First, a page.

They say they have been facing a dangerous water contaminant for decades - uranium – but the problem has received far less attention than water contamination by lead in Flint, Michigan

    Pakistan's President Urges Nation Not to Celebrate Valentine's Day

    Mamnoon Hussain criticizes Valentine's Day, which falls on Sunday this year, as a Western import that threatens to undermine the Islamic values of Pakistan

    Mother of IS Supporter: Son Was Peaceful, 'Role Model'

    Somali-American Abdirizak Mohamed Warsame pleaded guilty Thursday to charges of conspiring to provide material support to Islamic State militants

    Featured Videos

    Your JavaScript is turned off or you have an old version of Adobe's Flash Player. Get the latest Flash player.
    Two-thirds of World Faces Water Shortagei
    X
    February 12, 2016 7:31 PM
    Four billion people — or two out of every three on the planet — do not have enough water to meet their basic needs. That is far greater than previously thought, according to a new study that presents a more accurate picture of the problem. As VOA's Rosanne Skirble reports, the findings will help policymakers and the public craft solutions to address the threat.
    Video

    Video Two-thirds of World Faces Water Shortage

    Four billion people — or two out of every three on the planet — do not have enough water to meet their basic needs. That is far greater than previously thought, according to a new study that presents a more accurate picture of the problem. As VOA's Rosanne Skirble reports, the findings will help policymakers and the public craft solutions to address the threat.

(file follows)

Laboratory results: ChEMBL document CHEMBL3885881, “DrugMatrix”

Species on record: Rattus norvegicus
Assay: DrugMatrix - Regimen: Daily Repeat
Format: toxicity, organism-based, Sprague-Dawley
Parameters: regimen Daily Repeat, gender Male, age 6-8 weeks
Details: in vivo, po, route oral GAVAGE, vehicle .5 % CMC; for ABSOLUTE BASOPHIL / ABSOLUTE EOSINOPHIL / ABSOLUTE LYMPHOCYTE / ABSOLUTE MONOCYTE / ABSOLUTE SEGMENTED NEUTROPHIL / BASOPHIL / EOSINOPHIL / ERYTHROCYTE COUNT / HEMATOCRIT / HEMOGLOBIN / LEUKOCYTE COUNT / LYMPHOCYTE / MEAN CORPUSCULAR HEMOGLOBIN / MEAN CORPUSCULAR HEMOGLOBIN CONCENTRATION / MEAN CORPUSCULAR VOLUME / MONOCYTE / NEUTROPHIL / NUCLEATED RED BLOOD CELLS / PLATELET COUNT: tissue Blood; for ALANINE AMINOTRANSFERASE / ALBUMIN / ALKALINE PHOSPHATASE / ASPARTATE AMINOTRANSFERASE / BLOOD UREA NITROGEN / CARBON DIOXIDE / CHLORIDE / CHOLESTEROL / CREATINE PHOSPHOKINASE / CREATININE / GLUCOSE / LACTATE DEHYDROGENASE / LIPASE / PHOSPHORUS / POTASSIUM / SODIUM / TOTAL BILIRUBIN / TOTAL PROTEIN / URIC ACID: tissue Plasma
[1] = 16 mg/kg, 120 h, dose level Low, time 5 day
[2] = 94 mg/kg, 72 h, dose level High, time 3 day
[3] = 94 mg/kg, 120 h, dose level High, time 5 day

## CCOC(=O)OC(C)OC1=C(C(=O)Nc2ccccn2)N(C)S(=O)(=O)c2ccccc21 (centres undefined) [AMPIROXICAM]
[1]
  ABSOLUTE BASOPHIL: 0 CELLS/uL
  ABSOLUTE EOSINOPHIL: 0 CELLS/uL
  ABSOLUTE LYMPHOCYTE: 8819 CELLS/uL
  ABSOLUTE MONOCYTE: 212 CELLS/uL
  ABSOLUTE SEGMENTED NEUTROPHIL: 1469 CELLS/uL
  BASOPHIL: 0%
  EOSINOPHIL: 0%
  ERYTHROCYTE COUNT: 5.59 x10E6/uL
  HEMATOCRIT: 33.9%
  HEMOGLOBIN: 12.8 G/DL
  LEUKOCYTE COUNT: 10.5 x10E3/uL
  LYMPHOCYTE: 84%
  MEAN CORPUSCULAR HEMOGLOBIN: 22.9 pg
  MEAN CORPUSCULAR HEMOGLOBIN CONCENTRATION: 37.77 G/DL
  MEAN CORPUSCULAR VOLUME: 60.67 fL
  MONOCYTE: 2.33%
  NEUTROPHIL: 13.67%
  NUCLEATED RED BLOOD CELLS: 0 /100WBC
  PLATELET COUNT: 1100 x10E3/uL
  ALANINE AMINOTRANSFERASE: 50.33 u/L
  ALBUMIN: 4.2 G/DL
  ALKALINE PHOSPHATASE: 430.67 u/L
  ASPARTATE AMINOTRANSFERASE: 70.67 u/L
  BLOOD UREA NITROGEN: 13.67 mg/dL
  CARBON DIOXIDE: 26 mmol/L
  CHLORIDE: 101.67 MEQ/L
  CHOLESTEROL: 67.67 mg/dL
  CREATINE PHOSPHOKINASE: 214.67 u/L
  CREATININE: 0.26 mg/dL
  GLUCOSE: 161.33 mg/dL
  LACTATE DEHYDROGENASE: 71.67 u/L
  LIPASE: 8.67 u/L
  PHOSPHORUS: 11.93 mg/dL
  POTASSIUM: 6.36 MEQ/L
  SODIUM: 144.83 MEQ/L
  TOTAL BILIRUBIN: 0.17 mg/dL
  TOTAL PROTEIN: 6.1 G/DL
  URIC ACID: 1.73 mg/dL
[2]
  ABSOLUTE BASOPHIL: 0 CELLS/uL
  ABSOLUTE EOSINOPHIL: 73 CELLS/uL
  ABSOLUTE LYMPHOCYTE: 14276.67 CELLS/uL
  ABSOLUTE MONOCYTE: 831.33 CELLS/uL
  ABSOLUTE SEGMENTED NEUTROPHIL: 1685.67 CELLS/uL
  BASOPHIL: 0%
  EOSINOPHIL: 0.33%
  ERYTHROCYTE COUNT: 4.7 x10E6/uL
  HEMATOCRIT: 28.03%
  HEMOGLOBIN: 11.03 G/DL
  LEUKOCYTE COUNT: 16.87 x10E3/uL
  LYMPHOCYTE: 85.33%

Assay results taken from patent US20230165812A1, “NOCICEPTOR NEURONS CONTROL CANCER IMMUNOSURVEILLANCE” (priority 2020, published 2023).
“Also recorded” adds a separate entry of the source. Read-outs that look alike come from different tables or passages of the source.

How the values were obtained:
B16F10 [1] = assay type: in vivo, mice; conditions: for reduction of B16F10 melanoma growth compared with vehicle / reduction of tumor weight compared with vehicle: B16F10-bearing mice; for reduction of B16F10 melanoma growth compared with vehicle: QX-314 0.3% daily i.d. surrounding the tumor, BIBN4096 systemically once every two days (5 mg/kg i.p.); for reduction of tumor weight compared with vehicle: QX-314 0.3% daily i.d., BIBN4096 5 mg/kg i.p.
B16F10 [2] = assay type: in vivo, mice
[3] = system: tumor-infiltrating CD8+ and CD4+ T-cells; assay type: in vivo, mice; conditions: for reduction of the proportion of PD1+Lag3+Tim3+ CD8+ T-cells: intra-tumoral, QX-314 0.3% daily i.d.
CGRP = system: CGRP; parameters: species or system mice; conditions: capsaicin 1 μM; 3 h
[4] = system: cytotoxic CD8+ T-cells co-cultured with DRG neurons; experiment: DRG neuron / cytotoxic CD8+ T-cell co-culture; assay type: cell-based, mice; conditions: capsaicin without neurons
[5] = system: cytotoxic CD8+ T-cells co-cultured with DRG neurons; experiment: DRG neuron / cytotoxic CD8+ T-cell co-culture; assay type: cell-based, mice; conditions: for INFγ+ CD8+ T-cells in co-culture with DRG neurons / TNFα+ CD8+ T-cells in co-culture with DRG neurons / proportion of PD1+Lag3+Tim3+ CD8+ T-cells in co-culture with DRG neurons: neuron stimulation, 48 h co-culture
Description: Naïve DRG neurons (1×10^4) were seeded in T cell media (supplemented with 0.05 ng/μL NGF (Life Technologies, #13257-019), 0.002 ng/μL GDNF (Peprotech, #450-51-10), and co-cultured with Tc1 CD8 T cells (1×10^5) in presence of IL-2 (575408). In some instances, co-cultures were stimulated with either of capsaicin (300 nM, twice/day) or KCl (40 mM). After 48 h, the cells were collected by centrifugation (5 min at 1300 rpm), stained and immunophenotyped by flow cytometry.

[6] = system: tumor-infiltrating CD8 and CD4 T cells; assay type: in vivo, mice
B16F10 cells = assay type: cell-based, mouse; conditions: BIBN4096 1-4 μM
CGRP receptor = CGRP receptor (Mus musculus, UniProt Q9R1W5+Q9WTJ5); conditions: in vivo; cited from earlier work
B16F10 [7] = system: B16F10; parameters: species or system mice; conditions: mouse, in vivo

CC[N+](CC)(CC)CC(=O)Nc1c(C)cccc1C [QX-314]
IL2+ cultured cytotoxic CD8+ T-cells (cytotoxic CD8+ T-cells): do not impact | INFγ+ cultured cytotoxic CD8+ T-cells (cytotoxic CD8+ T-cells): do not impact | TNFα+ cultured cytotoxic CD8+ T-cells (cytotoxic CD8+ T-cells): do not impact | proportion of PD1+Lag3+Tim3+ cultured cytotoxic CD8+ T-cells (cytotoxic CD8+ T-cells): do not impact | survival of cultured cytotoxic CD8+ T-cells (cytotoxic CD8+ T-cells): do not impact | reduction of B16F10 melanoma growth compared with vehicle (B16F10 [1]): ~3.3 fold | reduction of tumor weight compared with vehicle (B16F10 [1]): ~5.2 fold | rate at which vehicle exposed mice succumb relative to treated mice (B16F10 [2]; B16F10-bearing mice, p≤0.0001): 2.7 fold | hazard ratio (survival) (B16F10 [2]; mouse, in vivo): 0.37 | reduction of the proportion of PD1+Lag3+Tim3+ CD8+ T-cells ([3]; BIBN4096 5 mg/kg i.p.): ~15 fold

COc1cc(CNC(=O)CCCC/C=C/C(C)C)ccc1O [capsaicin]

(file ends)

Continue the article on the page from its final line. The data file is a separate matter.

Video

    Video Gateway to Mecca: Historical Old Jeddah

    Local leader Sami Nawar's family has been in the Old City of Jeddah for hundreds of years and takes us on a tour of this ancient route to Mecca, also believed to be the final resting place of Adam's wife, Eve.
    Video

    Video New Technology Aims to Bring Election Transparency to Uganda

    A team of recent graduates from Uganda’s Makerere University has created a mobile application designed to help monitor elections and expose possible rigging. The developers say the app, called E-Poll, will make Uganda's democratic process fairer. From Kampala, VOA's Serginho Roosblad reports.
    Video

    Video As Refugees Perish, Greek Graveyards Fill

    Aid workers on the Greek island of Lesbos say they are struggling to bury the increasing number of bodies of refugees that have been recovered or washed up ashore in recent months.  The graveyards are all full, they say, yet as tens of thousands of people clamor to get out of Syria, it is clear refugees will still be coming in record numbers. For VOA, Hamada Elrasam reports from Lesbos, Greece.
    Video

    Video Russia Bristles at NATO Expansion in E. Europe

    Russian Foreign Minister Sergei Lavrov is meeting Friday with the head of NATO after the Western military alliance and the United States announced plans for the biggest military build-up in Europe since the Cold War. Russia has called NATO's moves a threat to stability in Europe. But NATO says the troop rotations and equipment are aimed at reassuring allies concerned about Russia as VOA's Daniel Schearf reports from Moscow.